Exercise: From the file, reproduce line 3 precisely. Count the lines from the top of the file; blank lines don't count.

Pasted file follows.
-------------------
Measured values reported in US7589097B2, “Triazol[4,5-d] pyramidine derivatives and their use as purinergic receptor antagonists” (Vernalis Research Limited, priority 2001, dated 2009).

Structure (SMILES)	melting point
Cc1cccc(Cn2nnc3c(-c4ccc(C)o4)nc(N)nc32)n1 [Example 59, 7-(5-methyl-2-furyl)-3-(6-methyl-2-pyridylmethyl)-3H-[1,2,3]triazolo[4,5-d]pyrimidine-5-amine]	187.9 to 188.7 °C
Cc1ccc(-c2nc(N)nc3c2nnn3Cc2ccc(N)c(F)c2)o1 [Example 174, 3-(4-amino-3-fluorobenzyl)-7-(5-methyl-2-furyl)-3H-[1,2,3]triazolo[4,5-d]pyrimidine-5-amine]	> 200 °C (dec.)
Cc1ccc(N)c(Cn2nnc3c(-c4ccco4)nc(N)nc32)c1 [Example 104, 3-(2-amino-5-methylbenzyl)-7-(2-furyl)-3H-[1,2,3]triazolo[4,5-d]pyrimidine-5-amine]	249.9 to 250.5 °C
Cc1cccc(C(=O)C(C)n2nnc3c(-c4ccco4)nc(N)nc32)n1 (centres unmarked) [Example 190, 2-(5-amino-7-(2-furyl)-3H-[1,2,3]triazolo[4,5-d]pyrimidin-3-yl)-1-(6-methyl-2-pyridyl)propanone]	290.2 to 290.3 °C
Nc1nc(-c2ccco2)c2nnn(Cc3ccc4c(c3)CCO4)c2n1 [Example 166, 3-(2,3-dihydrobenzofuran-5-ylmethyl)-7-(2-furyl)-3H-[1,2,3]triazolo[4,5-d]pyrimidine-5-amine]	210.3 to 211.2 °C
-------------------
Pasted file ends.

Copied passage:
Cc1cccc(Cn2nnc3c(-c4ccc(C)o4)nc(N)nc32)n1 [Example 59, 7-(5-methyl-2-furyl)-3-(6-methyl-2-pyridylmethyl)-3H-[1,2,3]triazolo[4,5-d]pyrimidine-5-amine]	187.9 to 188.7 °C